The Federal Reserve has reversed course on its balance sheet unwind, but the reversal started in September of 2019, well ahead of the known corona-virus outbreak in Wuhan China. In fact, The Fed has added $4.5 trillion in recent weeks.
Apparently at the December 11, 2019, the Fed’s Open Market Committee (FOMC) only saw Fed Funds target rate increases coming.
Treasury Repo collateral has spiked recently.
And we are seeing both short and long rates crashing (but the short rates are crashing faster than long rates,
leading to a steepening of the Treasury yield curve.
Treasury volatility is on the rise again.
The coronavirus is NOT a good thing.
Yes, coronavirus fears are sweeping the globe.
But The Fed drives me crazy!
The spread between forward rate agreements (FRA) and overnight indexed swaps (OIS) just spiked to the highest level since Q1 2009.
A vanilla interest rate swap is an agreement between two counter-parties to exchange cashflows (fixed vs floating) in the same currency. This agreement is often used by counterparties to change their fixed cashflows to floating or vice versa.
The payments are made during the life of the swap in the frequency that is pre-established by the counter-parties.
Here is Tom Cruise wearing his Coronavirus mask from Vanilla Sky.
Good news! The stock market is up almost 10%, the exact opposite of yesterday.
The WHO (World Health Organization, not the 60s/70s rock band) announced that the coronavirus is a new PANDEMIC.
Or it is a bubble pop? Not tiny bubbles as Don Ho sang. But a BIG bubble … burst.
Yes, The Federal Reserve and other Central Banks kept their target rate near zero for almost the entire Obama Presidency, then started to raise rates only to lower them again. But the S&P 500 and NAREIT – all equity indices have risen dramatically as well.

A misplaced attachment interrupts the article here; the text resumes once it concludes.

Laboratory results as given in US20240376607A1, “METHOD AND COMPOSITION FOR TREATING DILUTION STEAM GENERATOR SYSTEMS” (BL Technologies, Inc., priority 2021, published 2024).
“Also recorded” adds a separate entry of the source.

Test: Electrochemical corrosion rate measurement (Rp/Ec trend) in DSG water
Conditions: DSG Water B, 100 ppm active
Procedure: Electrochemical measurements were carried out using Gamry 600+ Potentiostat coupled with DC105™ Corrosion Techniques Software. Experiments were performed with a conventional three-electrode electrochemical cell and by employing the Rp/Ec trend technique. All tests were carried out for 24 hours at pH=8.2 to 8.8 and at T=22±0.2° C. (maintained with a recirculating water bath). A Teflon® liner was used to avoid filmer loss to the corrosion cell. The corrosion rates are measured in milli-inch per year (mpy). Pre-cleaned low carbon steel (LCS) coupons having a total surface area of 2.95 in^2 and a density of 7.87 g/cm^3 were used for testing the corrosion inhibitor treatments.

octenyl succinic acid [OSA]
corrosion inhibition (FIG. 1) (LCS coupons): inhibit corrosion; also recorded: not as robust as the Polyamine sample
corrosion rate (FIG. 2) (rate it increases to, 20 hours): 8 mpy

A bear market in equities is when prices fall 20% from their peak. Over the past month, we are almost in a bear market.
Is this that fast 20% in history? Nearly.
And there is lots of downward rotation in global equities.
Yes, equity markets are fragile thank to the central banks. And now the bears have been awakened.
Whoomp, there it is!
Boston Fed President Eric Rosengren is joining the “unconstrained rate manipulation squad” by calling for The Fed to purchase more than just Treasuries and Agency MBS.
(Bloomberg) — Federal Reserve Bank of Boston President Eric Rosengren said policy makers should be allowed to buy a broader range of assets if they lack sufficient ammunition to fight off a recession with interest-rate cuts and bond purchases.
With 10-year U.S. Treasury yields notes already at record lows, Rosengren said typical quantitative easing may not work as it did during the 2008 financial crisis. Therefore, the Fed may need the flexibility “enjoyed” by policy makers in Europe and Japan.
For the moment.
Remember, Maiden Lane LLC from 2008? The loan to Maiden Lane LLC loan was extended under the authority of Section 13(3) of the Federal Reserve Act, which permitted the Board, in unusual and exigent circumstances, to authorize Reserve Banks to extend credit to individuals, partnerships, and corporations.
Will The Fed declare unusual and exigent circumstances, like they did with Bear Stearns, JP Morgan Chase and Maiden Lane?
Perhaps The Fed will add stocks, corporate bonds and real estate citing unusual and exigent circumstance.
Fear is driving markets … and Central Banks.
To quote Coates (Common) from the Keanu Reeve’s flick The Street Kings about The Federal Reserve, “We straight nightmares. We the walking, talking exigent circumstances.”
Thanks to Jesse at Jesse’s Cafe Americain for that wonderful Fear photoshop of Fed Chair Powell.